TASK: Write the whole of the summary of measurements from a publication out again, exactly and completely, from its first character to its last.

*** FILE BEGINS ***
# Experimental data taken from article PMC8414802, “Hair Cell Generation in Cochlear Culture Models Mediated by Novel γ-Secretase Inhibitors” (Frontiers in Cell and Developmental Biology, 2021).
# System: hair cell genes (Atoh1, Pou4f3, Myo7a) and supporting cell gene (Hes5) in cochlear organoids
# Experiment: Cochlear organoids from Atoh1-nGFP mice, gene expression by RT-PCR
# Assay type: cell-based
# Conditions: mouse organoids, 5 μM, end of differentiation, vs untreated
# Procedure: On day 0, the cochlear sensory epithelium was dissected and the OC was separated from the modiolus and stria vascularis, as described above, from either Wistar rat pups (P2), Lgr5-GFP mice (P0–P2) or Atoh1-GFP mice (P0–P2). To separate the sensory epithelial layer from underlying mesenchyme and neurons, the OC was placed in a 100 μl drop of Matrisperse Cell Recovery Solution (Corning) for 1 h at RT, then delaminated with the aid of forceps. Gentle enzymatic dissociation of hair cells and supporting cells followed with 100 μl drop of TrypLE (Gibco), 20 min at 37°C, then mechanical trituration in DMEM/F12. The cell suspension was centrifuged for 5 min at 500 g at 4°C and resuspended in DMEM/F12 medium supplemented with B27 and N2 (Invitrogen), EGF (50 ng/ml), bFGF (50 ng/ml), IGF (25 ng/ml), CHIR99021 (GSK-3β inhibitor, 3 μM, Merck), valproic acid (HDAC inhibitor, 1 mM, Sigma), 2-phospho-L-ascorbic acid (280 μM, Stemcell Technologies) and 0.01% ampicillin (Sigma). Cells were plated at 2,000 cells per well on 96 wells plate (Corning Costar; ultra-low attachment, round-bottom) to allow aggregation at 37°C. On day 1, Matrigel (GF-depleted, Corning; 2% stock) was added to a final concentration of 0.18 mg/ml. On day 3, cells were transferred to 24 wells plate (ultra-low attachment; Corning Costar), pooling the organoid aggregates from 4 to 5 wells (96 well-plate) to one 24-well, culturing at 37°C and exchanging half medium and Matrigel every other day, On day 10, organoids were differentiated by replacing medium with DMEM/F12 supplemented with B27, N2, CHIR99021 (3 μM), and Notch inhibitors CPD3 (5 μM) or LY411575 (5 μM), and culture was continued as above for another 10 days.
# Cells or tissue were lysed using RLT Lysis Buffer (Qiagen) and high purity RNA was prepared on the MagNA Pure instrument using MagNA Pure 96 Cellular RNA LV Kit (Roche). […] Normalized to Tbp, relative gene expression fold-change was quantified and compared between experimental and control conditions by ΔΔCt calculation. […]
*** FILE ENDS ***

# Experimental data taken from article PMC8414802, “Hair Cell Generation in Cochlear Culture Models Mediated by Novel γ-Secretase Inhibitors” (Frontiers in Cell and Developmental Biology, 2021).
# System: hair cell genes (Atoh1, Pou4f3, Myo7a) and supporting cell gene (Hes5) in cochlear organoids
# Experiment: Cochlear organoids from Atoh1-nGFP mice, gene expression by RT-PCR
# Assay type: cell-based
# Conditions: mouse organoids, 5 μM, end of differentiation, vs untreated
# Procedure: On day 0, the cochlear sensory epithelium was dissected and the OC was separated from the modiolus and stria vascularis, as described above, from either Wistar rat pups (P2), Lgr5-GFP mice (P0–P2) or Atoh1-GFP mice (P0–P2). To separate the sensory epithelial layer from underlying mesenchyme and neurons, the OC was placed in a 100 μl drop of Matrisperse Cell Recovery Solution (Corning) for 1 h at RT, then delaminated with the aid of forceps. Gentle enzymatic dissociation of hair cells and supporting cells followed with 100 μl drop of TrypLE (Gibco), 20 min at 37°C, then mechanical trituration in DMEM/F12. The cell suspension was centrifuged for 5 min at 500 g at 4°C and resuspended in DMEM/F12 medium supplemented with B27 and N2 (Invitrogen), EGF (50 ng/ml), bFGF (50 ng/ml), IGF (25 ng/ml), CHIR99021 (GSK-3β inhibitor, 3 μM, Merck), valproic acid (HDAC inhibitor, 1 mM, Sigma), 2-phospho-L-ascorbic acid (280 μM, Stemcell Technologies) and 0.01% ampicillin (Sigma). Cells were plated at 2,000 cells per well on 96 wells plate (Corning Costar; ultra-low attachment, round-bottom) to allow aggregation at 37°C. On day 1, Matrigel (GF-depleted, Corning; 2% stock) was added to a final concentration of 0.18 mg/ml. On day 3, cells were transferred to 24 wells plate (ultra-low attachment; Corning Costar), pooling the organoid aggregates from 4 to 5 wells (96 well-plate) to one 24-well, culturing at 37°C and exchanging half medium and Matrigel every other day, On day 10, organoids were differentiated by replacing medium with DMEM/F12 supplemented with B27, N2, CHIR99021 (3 μM), and Notch inhibitors CPD3 (5 μM) or LY411575 (5 μM), and culture was continued as above for another 10 days.
# Cells or tissue were lysed using RLT Lysis Buffer (Qiagen) and high purity RNA was prepared on the MagNA Pure instrument using MagNA Pure 96 Cellular RNA LV Kit (Roche). […] Normalized to Tbp, relative gene expression fold-change was quantified and compared between experimental and control conditions by ΔΔCt calculation. […]